This was an excellent opportunity to hear first-hand all about the EPSRC’s AI and Robotics Theme and the benefits of applying to their opportunities. The session explored current opportunities, support, and resources available to applicants. The workshop ended with a Q&A session which gave attendees the opportunity to pose questions to the EPSRC team.

Led by Lab Manager Satheeshkumar Veeramani, attendees were taken on a tour of the IROHMS Human-Robot Interaction Lab, located in the School of Engineering. Attendees heard about our research in the Lab, and experienced demonstrations of our world-leading research infrastructure facilities.

Find out more about our lab.

The new and improved research infrastructure facilities are due to European Regional Development Fund intervention.

Members of IROHMS' PhD cohort delivered short presentations on their research, demonstrating the broad range of topics within the fields of artificial intelligence, robotics and human-machine systems currently being explored at the Centre. The session was an excellent opportunity to share research, experiences and ideas with researchers and PhD students at Cardiff University.

The presentations were in one of four categories: Human-like AI, Ethical and Explainable AI, Human-centred Technologies and Society, and Humans and Robots. Participants were welcomed to the event with an introduction from Professor Phil Morgan.


Human-like AI (Chair: Professor Rossi Setchi)

  • Francisco Munguia Galeano (PhD student) - Deep Reinforcement Learning with Explicit Context Representation
  • Xiaodan Wang (PhD student) - Modelling Uncertainties in Human-Robot Industrial Collaborations
  • Qingmeng Wen (PhD student) - Context Awareness in Robotics
  • Tong Tong (PhD student) - Context change and triggers for human intention recognition

Ethical and Explainable AI (Chair: Dr Yulia Hicks)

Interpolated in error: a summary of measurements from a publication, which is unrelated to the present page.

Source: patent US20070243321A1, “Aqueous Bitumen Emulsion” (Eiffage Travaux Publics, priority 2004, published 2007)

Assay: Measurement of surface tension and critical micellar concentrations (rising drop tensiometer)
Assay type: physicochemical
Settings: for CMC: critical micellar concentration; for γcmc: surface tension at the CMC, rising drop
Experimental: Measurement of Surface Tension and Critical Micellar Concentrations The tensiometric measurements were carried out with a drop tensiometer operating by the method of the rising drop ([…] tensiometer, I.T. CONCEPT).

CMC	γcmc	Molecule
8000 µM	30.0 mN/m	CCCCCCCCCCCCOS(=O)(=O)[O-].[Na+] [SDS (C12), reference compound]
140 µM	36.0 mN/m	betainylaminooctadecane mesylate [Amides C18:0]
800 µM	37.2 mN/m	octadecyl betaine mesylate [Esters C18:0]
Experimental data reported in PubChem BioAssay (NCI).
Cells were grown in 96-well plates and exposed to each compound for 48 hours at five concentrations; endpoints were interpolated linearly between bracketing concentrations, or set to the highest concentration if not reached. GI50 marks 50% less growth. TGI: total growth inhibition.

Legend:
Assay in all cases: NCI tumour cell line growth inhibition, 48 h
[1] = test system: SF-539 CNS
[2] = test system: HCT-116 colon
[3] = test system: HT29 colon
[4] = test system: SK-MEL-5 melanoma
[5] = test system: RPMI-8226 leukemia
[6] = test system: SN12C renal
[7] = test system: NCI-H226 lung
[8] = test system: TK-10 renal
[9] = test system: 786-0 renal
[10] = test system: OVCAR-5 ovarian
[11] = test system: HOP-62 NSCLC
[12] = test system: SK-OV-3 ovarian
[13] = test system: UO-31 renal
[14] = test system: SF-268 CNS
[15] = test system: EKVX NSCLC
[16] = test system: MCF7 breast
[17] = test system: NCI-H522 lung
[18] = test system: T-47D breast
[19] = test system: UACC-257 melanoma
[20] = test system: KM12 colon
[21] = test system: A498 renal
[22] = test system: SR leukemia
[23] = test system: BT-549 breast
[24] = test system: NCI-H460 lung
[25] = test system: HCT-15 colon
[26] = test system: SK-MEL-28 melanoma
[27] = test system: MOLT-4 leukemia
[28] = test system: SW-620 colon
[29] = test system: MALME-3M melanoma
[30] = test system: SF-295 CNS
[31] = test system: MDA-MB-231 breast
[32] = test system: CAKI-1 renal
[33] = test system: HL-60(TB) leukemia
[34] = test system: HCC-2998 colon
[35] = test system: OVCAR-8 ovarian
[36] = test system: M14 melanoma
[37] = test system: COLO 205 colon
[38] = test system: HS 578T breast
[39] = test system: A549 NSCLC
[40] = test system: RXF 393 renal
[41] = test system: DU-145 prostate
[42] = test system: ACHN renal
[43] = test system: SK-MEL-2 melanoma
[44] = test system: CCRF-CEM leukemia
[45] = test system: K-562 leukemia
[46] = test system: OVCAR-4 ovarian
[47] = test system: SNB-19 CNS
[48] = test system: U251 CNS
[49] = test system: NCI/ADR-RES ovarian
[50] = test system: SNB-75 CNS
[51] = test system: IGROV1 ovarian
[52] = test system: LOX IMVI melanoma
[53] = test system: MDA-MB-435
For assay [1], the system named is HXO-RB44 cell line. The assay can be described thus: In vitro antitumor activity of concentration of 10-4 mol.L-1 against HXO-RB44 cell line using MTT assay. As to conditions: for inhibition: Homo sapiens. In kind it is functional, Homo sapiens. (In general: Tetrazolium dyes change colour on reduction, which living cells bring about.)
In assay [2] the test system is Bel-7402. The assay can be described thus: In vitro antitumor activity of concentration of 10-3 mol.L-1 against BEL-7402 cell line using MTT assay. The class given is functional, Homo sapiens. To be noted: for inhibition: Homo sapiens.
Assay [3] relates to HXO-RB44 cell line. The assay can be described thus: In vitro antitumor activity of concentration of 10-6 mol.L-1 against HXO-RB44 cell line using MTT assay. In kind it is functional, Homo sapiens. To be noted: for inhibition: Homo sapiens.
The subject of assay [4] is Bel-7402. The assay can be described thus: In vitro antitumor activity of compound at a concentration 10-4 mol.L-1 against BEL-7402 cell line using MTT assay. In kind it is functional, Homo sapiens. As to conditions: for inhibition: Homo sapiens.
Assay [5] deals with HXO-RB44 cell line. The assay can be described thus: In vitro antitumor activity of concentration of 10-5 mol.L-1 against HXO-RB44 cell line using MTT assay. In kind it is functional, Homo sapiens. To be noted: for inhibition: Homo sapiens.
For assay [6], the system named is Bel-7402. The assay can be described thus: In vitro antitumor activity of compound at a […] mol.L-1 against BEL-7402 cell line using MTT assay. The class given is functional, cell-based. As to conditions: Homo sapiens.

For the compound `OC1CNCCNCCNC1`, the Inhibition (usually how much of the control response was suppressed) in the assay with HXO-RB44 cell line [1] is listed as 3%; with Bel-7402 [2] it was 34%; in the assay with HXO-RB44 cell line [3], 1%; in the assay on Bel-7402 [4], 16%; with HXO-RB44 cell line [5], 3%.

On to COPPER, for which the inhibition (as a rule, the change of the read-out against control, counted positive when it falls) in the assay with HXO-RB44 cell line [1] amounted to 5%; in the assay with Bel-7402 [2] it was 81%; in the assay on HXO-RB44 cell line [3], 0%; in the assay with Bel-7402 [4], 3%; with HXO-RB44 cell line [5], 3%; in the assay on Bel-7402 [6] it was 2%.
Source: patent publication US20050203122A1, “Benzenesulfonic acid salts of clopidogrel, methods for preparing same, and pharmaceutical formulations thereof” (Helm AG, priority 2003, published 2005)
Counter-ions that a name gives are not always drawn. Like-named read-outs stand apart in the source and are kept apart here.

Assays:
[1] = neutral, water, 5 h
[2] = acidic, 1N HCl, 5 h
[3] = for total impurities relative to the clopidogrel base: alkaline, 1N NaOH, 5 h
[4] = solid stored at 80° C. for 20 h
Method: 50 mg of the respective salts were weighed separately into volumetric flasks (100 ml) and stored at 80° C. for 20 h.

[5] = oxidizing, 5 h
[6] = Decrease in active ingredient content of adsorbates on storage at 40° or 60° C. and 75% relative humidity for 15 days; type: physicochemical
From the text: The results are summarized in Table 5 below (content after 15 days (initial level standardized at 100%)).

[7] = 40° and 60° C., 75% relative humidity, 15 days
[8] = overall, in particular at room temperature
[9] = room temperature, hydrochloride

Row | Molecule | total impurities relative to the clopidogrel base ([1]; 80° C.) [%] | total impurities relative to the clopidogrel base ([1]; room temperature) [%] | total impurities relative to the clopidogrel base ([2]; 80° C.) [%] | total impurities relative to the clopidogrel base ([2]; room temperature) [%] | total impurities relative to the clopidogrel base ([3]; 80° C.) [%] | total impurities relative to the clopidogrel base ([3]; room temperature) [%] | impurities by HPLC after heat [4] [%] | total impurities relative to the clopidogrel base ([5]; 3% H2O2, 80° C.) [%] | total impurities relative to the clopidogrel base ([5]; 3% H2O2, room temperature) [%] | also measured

• Jacob Bretherick (PhD student) - Examining Human Understanding of Cyber Security, Privacy and Physical Security Features of Connected and Autonomous Vehicles
  • Victoria Marcinkieicz (PhD student) - Cyber Security for Autonomous Vehicles
  • Yan Gao (PhD student) - Edge-based Digital Twin Framework for Remote Bridge Performance Management

Human-centred Technologies and Society (Chair: Professor Yu-kun Lai)

  • Yan Shan Tai (PhD student) - Rapid Information Integration in Support of Situational Awareness and Spatial Behaviour: The Role of Self-Generated Expectation (SGE)
  • George Raywood-Burke (PhD student) - Human Workload Factors in Cyber-Security Decision-Making
  • Jialu Yang (PhD student) - A Key Element for Human-Machine Interaction towards Industry 5.0: Human-Centric Smart Manufacturing
  • Tianyuan Liu (PhD student) - A data-driven trust model for human-machine interaction towards Industry 5.0

Humans and Robots (Chair: Dr Ze Ji)

  • Francisco Munguia Galeano (PhD student) - Context-Sensitive Personalities and Behaviours for Robots
  • Carly McGregor (PhD student) - Robots and Social Synchrony
  • Prasad Rayamane (PhD student)  - Design and development of a robust vision-based tactile sensor

Title: Theoretical and applied research – view from an industry research lab

This talk discussed the place of theoretic or fundamental research together with applied research within an industry lab environment. It explored how academia and industry can and should work together in both spaces to maximise the impact of research. It also discussed some of the key differences between the two types of research environment and how borrowing skills from one context can bring about new opportunities and facilitate communication. The talk drew on recent successful collaborations between Cardiff University’s Schools of Psychology and Computer Science and Informatics, and Airbus.